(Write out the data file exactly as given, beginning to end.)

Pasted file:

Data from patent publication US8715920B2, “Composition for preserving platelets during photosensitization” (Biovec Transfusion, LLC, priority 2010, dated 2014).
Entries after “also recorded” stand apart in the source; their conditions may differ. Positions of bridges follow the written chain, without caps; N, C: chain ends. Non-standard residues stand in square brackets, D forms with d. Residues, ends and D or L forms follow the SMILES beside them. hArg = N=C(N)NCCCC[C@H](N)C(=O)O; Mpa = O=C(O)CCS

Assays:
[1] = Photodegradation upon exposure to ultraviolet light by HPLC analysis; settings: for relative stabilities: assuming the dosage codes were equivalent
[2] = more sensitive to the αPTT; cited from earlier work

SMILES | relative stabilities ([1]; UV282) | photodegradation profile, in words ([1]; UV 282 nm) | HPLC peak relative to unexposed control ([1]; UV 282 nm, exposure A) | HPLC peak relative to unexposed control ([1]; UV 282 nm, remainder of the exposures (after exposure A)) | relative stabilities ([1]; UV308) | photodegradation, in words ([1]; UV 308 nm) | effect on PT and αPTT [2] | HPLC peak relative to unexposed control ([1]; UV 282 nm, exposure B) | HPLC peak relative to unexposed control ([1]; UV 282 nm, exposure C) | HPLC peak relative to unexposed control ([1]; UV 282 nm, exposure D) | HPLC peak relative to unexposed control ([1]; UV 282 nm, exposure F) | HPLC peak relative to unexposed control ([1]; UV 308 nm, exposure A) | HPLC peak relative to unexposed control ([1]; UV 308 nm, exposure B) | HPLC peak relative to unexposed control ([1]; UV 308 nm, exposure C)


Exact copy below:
Data from patent publication US8715920B2, “Composition for preserving platelets during photosensitization” (Biovec Transfusion, LLC, priority 2010, dated 2014).
Entries after “also recorded” stand apart in the source; their conditions may differ. Positions of bridges follow the written chain, without caps; N, C: chain ends. Non-standard residues stand in square brackets, D forms with d. Residues, ends and D or L forms follow the SMILES beside them. hArg = N=C(N)NCCCC[C@H](N)C(=O)O; Mpa = O=C(O)CCS

Assays:
[1] = Photodegradation upon exposure to ultraviolet light by HPLC analysis; settings: for relative stabilities: assuming the dosage codes were equivalent
[2] = more sensitive to the αPTT; cited from earlier work

SMILES | relative stabilities ([1]; UV282) | photodegradation profile, in words ([1]; UV 282 nm) | HPLC peak relative to unexposed control ([1]; UV 282 nm, exposure A) | HPLC peak relative to unexposed control ([1]; UV 282 nm, remainder of the exposures (after exposure A)) | relative stabilities ([1]; UV308) | photodegradation, in words ([1]; UV 308 nm) | effect on PT and αPTT [2] | HPLC peak relative to unexposed control ([1]; UV 282 nm, exposure B) | HPLC peak relative to unexposed control ([1]; UV 282 nm, exposure C) | HPLC peak relative to unexposed control ([1]; UV 282 nm, exposure D) | HPLC peak relative to unexposed control ([1]; UV 282 nm, exposure F) | HPLC peak relative to unexposed control ([1]; UV 308 nm, exposure A) | HPLC peak relative to unexposed control ([1]; UV 308 nm, exposure B) | HPLC peak relative to unexposed control ([1]; UV 308 nm, exposure C)